United Nations experts are working to establish the origin of a weapons shipment seized off of Yemen’s coast by a U.S. Navy vessel in August.
“U.N. experts with responsibilities in the area have carried out an inspection of the weapons seized and will report to their respective Security Council Sanctions Committees in due course,” a U.N. spokesperson said on Friday, October 26.
The U.S military’s Central Command said in September that the USS Jason Dunham had “seized an illicit weapons shipment found aboard a stateless skiff in the international waters of the Gulf of Aden” on August 28, and that it included a total of 2,521 “AK-47 automatic rifles.”
— U.S. Central Command (@CENTCOM) August 30, 2018
The commander of U.S. Naval forces in the Middle East, Vice Admiral Scott Stearney, said on Thursday that U.S. officials had conducted a preliminary examination of the weapons, and they were waiting for the results of investigations by the U.N. team, who inspected the assault rifles aboard the USS Jason Dunham on Thursday, The Washington Post reported.
Reporters were provided access to the weapons on Wednesday, the Associated Press reported.
“What the U.N. inspection team does is it allows us to have a level of validation that maybe is accepted on a broader scale,” Stearney told reporters, adding that team members have expertise in weapons from Iran, Yemen and Somalia.
According to the Post, Commander John Hamilton said the ship’s helicopter had taken video of a skiff and a dhow transferring cargo at sea at night.
That video, recorded on August 27, was published on the U.S. military’s online media distribution service Dvids on August 30.
The following morning, small boats from the Dunham intercepted the vessels and discovered the weapons.
Navy Captain Adan Cruz, commodore of U.S. Naval Forces Central Command, said it was likely the weapons were being shipped from Somalia to Yemen, the Associated Press reported.
U.S. officials suspect Iranian support for the shipment, the Post reported.
The United States has repeatedly accused Iran of providing military aid to Yemen’s Houthi rebels, who in 2015 forced the Saudi-backed Yemeni government out of the capital Sanaa.
Iran says it has only provided political backing to the Shiite rebels. The U.N has identified missiles used by the Houthis as Iran-made, but has not found conclusive evidence that Tehran delivered them.
Conflict Armament Research links earlier seizures to Iran
The August seizure is the fifth declared by various navies since 2015, according to CENTCOM.
- September 27, 2015 –The Royal Australian Navy’s HMAS Melbourne intercepted a dhow carrying 75 anti-tank guided munitions, four tripods with associated equipment, four launch tubes, two launcher assembly units and three missile guidance sets.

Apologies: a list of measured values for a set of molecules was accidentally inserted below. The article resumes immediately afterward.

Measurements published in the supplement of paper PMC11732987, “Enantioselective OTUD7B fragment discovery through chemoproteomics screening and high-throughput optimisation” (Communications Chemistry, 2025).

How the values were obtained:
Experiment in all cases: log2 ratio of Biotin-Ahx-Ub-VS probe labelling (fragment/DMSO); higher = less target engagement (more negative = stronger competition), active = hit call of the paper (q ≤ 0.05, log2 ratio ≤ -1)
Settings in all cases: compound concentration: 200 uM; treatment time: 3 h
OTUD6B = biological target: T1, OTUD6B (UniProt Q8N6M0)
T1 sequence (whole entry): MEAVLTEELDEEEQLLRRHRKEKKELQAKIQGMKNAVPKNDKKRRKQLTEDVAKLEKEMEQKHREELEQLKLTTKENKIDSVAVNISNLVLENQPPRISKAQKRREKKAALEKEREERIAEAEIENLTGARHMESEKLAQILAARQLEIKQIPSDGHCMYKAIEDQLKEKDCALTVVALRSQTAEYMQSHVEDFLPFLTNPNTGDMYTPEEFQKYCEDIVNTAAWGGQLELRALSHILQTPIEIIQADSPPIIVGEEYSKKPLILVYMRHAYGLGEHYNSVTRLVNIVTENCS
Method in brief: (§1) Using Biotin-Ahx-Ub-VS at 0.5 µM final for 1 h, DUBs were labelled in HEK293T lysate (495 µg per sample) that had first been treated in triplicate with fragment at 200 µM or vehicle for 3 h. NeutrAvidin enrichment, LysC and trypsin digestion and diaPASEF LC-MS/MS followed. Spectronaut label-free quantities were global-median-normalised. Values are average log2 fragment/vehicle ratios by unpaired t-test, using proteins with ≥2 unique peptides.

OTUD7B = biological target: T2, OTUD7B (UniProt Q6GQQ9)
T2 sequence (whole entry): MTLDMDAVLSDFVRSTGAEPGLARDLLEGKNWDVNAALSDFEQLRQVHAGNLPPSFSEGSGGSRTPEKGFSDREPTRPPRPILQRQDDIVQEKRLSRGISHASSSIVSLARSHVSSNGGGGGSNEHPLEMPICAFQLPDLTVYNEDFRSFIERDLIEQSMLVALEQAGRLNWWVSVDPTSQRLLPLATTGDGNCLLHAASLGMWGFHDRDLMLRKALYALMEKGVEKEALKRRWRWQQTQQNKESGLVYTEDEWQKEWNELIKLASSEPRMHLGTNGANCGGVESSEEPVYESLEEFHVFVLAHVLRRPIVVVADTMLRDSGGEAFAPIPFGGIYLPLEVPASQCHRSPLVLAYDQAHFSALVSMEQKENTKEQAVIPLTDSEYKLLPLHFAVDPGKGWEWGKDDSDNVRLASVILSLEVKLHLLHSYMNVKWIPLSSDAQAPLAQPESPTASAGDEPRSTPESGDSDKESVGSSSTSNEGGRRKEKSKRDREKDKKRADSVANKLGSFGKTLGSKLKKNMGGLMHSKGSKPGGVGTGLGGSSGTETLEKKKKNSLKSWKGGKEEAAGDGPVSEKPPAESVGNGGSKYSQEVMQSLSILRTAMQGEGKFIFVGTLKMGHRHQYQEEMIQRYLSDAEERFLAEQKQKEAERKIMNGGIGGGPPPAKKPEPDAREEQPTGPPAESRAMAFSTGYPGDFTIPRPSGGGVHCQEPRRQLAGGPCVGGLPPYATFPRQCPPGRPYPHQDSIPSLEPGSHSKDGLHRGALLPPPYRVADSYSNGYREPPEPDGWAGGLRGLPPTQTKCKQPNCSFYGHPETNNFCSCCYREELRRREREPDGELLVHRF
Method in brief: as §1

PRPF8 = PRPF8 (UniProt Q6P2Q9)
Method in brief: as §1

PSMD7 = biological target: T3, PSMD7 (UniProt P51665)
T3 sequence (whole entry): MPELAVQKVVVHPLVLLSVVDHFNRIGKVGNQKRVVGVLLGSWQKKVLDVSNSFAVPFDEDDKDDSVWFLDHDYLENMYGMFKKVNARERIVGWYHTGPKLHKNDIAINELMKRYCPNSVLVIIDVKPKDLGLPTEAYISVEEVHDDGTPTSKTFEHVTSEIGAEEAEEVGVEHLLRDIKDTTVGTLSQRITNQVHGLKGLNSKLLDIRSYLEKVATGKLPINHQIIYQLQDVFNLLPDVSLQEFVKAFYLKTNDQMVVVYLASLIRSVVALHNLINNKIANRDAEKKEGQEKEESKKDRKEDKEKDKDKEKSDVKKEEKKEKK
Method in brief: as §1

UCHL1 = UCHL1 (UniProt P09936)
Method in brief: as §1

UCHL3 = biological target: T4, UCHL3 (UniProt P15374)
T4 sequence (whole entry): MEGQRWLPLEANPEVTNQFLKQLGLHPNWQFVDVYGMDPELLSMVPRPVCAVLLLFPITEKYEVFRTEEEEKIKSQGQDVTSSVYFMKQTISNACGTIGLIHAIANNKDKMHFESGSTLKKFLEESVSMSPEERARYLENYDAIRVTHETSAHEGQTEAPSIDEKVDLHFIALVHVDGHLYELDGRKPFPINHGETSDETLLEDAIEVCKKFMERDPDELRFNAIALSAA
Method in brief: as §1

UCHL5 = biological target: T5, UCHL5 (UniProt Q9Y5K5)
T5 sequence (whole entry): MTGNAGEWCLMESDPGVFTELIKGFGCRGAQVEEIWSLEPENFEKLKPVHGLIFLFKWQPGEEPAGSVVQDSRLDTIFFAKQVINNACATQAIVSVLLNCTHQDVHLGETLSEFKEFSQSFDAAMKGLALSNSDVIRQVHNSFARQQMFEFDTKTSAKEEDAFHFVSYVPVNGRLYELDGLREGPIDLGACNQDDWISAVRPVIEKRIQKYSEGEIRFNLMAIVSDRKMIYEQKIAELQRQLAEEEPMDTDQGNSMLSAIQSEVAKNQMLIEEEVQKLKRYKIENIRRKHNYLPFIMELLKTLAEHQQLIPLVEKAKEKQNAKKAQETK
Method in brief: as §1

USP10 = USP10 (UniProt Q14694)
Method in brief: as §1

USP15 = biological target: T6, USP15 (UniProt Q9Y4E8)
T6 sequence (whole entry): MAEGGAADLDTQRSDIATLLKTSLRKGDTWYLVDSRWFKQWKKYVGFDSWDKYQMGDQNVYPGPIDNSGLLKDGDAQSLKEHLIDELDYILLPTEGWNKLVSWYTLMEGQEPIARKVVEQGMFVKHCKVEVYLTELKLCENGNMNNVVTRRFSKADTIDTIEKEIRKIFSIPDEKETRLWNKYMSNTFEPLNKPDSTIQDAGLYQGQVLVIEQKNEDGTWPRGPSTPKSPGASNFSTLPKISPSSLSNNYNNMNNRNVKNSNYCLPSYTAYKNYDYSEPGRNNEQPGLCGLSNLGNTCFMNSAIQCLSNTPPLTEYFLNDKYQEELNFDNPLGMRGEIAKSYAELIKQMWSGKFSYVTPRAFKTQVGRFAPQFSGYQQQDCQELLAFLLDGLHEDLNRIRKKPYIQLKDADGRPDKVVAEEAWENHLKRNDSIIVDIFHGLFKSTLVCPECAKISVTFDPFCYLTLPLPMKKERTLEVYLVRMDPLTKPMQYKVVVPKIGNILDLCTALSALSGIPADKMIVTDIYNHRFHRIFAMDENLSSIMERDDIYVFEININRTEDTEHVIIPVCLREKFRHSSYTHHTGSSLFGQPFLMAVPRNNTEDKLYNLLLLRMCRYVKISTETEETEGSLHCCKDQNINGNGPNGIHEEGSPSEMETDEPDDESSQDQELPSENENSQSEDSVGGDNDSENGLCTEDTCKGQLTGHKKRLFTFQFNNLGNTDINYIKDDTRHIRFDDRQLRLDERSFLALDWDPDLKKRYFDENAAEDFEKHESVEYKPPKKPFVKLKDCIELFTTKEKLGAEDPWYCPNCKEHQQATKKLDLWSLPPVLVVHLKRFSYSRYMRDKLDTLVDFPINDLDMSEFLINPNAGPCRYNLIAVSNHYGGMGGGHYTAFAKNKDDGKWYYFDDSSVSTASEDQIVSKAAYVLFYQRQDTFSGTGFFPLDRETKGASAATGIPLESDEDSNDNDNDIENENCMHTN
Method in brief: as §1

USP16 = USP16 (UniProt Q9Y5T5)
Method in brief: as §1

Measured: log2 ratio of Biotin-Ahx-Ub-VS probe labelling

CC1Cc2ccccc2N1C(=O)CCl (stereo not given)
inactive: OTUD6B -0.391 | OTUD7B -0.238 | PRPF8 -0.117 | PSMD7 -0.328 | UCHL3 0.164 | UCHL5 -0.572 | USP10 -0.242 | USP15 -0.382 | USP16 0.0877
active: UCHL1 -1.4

- February 27, 2016 – The Royal Australian Navy’s HMAS Darwin intercepted a dhow carrying nearly 2,000 “AK-47 assault rifles,” 81 rocket-propelled grenade launchers, 49 PKM general purpose machine guns, 39 PKM spare barrels and 20 60mm mortar tubes.
- March 20, 2016 – French Navy destroyer FS Provence seized almost 2,000 “AK-47 assault rifles,” 64 Dragunov sniper rifles, nine anti-tank missiles and six PK machine guns with bipods.
- March 28, 2016 – U.S. Navy coastal patrol ship USS Sirocco (PC 6) intercepted a dhow carrying 1,500 AK-47s, 200 RPG launchers and 21 .50 caliber machine guns.
U.K.-based Conflict Armament Research, which works on the ground in active armed conflicts to document weapons at the point of use and track their sources back through the chains of supply, investigated seizures by the French and Australian navies.
The research organization said it obtained verified photographs of a cross-section of the weapons seized by HMAS Darwin and FS Provence, and received a complete list of serial numbers of weapons from the FS Provence seizure.
In a November 2016 report, CAR said that its analysis and investigations “suggests the existence of a weapon pipeline extending from Iran to Somalia and Yemen, which involves the transfer, by dhow, of significant quantities of Iranian-manufactured weapons and weapons that plausibly derive from Iranian stockpiles.”
It said the “weight of evidence [pointed] to Iran as the original source and Somalia and/or Yemen as the intended destinations.”
The HMAS Darwin seizure included Bulgarian-, Chinese-, Romanian-, and Russian-manufactured AK-pattern assault rifles. CAR examined photographs of two of the RPG-7-pattern rocket launchers seized, and concluded that they were manufactured in Iran.
The dhow’s GPS navigation system indicated it was bound for Caluula, Somalia, CAR said.
The FS Provence seizure included 2,000 new-condition AKM-pattern assault rifles characteristic of Iranian manufacture, CAR said. The weapons’ serial numbers were in sequential order, suggesting that they “derived from a national stockpile, rather than disparate non-state sources.”
That seizure also included “Iranian-manufactured Hoshdar-M (SVD-pattern) sniper rifles,” CAR concluded.
French government sources indicated the dhow, which was intercepted off the coast of Oman, was destined for Somalia for possible transhipment to Yemen, CAR said.
The CAR report also notes that FS Provence and HMAS Darwin both seized suspected North Korean-made RPD-pattern light machine guns, and that weapons from the same serial number sequence were found, suggesting that weapons from both seizures derived from the same original consignment.
However, the U.S. military on October 12 denied CAR access to inspect seized weapons on USS Jason Dunham, despite using the organization’s prior research to point to a link between the weapons and Iran.
CENTCOM also denied CAR access to the March 2016 USS Sirocco seizure.
With reporting from AFP